Top
  
 
 Post subject: Re:MM Questions
PostPosted: Thu Jan 01, 2004 5:26 pm 
You find a region of memory big enough to hold one element for each physical page in the system. It's indexed by page number, i.e. (physical address) / PAGE_SIZE.

Unfortunately, the problem comes in allocating this array before the memory manager has been initialised.


Top
  
 
 Post subject: Re:MM Questions
PostPosted: Thu Jan 01, 2004 7:46 pm 
Thanks for all your help. I'm going to be starting my MM soon, and I'll probably need some more :P


Top
  
 
 Post subject: Re:MM Questions
PostPosted: Thu Jan 01, 2004 8:52 pm 
Offline
Member
Member

Joined: Sat Nov 25, 2006 12:50 am
Posts: 454
..


Last edited by Perica on Sun Dec 03, 2006 9:28 pm, edited 1 time in total.

Top
 Profile  
 
 Post subject: Re:MM Questions
PostPosted: Thu Jan 01, 2004 9:44 pm 
I think he means, once a page has been allocated the zero thread zero's it and sticks it in the zero list. It takes all it's page from the free one.



???


Top
  
 
 Post subject: Re:MM Questions
PostPosted: Thu Jan 01, 2004 11:26 pm 
Offline
Member
Member

Joined: Sat Nov 25, 2006 12:50 am
Posts: 454
..


Last edited by Perica on Sun Dec 03, 2006 9:28 pm, edited 1 time in total.

Top
 Profile  
 
 Post subject: Re:MM Questions
PostPosted: Fri Jan 02, 2004 12:31 am 
I reckon they get zeroed out for having memory at hands which is in a clear, well defined state in order to avoid weird things happening.


Top
  
 
 Post subject: Re:MM Questions
PostPosted: Fri Jan 02, 2004 1:38 am 
Quote:
I'm not sure why you'd need to (or want to) zero pages at all before mapping them into a processes' address space, though ?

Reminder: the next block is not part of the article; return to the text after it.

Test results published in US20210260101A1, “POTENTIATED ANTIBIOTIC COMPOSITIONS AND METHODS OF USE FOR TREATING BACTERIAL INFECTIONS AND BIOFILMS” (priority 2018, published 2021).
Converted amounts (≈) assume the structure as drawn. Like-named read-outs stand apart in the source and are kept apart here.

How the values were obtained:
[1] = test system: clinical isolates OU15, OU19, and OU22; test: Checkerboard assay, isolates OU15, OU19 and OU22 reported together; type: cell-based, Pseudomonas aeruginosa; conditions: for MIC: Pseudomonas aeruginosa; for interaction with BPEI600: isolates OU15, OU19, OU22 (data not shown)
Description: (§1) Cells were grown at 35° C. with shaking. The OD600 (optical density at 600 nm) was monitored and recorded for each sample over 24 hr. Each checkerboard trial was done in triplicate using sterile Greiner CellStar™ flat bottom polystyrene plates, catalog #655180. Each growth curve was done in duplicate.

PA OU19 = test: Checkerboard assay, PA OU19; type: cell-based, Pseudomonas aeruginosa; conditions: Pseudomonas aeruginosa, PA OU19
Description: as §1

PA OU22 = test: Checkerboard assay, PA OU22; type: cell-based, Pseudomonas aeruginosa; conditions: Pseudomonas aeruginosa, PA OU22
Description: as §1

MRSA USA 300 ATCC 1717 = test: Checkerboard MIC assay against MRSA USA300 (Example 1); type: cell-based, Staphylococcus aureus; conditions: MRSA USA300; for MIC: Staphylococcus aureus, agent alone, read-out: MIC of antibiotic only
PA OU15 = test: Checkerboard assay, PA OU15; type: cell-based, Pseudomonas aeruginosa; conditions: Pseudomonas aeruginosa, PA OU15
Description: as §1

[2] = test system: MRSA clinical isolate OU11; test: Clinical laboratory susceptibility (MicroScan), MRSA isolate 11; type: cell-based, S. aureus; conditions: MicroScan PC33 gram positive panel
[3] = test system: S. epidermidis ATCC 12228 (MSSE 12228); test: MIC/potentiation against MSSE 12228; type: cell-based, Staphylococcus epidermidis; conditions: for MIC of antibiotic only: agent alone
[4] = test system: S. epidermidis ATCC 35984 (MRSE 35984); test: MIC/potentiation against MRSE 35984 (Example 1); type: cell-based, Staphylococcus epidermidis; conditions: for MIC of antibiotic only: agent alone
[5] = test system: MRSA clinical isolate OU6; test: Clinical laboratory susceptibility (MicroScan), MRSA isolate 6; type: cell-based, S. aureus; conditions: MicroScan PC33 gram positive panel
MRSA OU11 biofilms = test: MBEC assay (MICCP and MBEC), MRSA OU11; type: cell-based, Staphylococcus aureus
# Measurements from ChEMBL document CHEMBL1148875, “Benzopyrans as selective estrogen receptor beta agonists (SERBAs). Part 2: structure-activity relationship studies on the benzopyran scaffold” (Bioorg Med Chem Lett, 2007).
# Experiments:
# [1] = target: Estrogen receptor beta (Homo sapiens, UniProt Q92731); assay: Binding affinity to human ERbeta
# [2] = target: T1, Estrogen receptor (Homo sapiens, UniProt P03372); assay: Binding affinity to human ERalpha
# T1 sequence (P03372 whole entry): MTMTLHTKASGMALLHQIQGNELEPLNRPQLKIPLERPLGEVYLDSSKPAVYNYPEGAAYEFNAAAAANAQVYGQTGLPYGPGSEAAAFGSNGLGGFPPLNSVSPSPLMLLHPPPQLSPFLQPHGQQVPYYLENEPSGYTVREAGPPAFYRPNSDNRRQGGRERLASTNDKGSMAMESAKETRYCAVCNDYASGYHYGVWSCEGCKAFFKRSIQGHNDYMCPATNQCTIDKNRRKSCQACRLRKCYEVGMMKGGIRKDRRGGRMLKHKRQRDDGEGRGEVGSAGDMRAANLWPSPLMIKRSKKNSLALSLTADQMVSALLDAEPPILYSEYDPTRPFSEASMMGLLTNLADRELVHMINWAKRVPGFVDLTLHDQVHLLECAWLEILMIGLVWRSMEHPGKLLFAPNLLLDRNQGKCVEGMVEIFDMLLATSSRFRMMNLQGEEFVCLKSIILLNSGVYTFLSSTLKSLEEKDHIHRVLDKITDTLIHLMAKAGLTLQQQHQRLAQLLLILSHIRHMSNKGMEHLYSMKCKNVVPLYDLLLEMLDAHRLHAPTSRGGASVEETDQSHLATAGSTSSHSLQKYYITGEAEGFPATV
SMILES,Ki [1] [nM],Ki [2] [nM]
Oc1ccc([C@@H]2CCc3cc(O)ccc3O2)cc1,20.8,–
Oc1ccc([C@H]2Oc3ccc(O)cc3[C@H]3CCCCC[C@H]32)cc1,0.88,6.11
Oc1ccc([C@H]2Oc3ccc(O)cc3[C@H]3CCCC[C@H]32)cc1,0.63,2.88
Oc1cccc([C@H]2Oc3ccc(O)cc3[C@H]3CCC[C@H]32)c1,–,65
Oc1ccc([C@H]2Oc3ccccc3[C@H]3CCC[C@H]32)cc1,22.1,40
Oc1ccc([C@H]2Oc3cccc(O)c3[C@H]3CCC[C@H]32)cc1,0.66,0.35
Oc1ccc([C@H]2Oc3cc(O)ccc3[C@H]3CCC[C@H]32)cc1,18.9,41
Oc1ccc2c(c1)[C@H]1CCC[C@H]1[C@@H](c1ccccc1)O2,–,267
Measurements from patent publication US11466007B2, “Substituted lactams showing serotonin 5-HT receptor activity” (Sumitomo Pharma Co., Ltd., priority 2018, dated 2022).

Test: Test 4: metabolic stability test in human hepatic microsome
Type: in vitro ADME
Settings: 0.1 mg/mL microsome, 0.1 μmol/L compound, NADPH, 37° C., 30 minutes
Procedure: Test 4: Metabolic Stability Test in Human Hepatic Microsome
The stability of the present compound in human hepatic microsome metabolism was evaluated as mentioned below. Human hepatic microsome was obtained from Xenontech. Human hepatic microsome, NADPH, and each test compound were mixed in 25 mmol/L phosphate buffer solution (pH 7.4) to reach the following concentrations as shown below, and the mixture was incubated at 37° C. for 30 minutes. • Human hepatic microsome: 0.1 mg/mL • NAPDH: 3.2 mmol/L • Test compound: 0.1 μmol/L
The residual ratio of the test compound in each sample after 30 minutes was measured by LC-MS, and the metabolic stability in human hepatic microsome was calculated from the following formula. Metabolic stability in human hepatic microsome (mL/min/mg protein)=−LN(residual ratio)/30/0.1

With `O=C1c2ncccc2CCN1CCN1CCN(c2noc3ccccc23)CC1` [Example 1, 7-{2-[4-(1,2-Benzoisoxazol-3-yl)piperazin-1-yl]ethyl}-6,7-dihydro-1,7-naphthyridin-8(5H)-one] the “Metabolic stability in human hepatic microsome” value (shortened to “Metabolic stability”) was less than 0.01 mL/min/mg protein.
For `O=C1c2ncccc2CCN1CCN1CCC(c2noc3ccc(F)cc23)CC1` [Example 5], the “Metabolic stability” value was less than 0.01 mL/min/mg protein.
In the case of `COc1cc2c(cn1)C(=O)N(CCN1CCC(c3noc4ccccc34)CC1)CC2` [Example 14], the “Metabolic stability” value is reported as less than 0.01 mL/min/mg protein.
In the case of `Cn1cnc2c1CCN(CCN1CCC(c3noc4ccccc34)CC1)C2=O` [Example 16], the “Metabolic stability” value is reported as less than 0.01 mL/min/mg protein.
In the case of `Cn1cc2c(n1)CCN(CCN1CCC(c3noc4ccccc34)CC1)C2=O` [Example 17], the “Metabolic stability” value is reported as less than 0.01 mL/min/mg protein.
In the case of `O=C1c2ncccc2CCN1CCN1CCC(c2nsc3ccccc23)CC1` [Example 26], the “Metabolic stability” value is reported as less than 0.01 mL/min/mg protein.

what if deallocated memory happens to contain some sensitive data? (from another process or the operating system)


Top
  
 
 Post subject: Re:MM Questions
PostPosted: Fri Jan 02, 2004 1:54 am 
zloba: That's exactly right. Can't have one process freeing a page which contains sensitive information and another allocating that same page again. (The first process wouldn't even need to explicitly free the page, if the physical page had been freed while paging to disk.)

In any case, zeroing all memory at startup would take ages. Better to have a low-priority thread doing it in the background. It doesn't matter how many zeroed pages there are available as long as there enough to satisfy allocation requests.


Top
  
 
Display posts from previous:  Sort by  
Post new topic Reply to topic  [ 33 posts ]  Go to page 1, 2, 3  Next

All times are UTC - 6 hours


Who is online

Users browsing this forum: Bing [Bot], Google [Bot] and 11 guests


You cannot post new topics in this forum
You cannot reply to topics in this forum
You cannot edit your posts in this forum
You cannot delete your posts in this forum
You cannot post attachments in this forum

Search for:
Jump to:  
Powered by phpBB © 2000, 2002, 2005, 2007 phpBB Group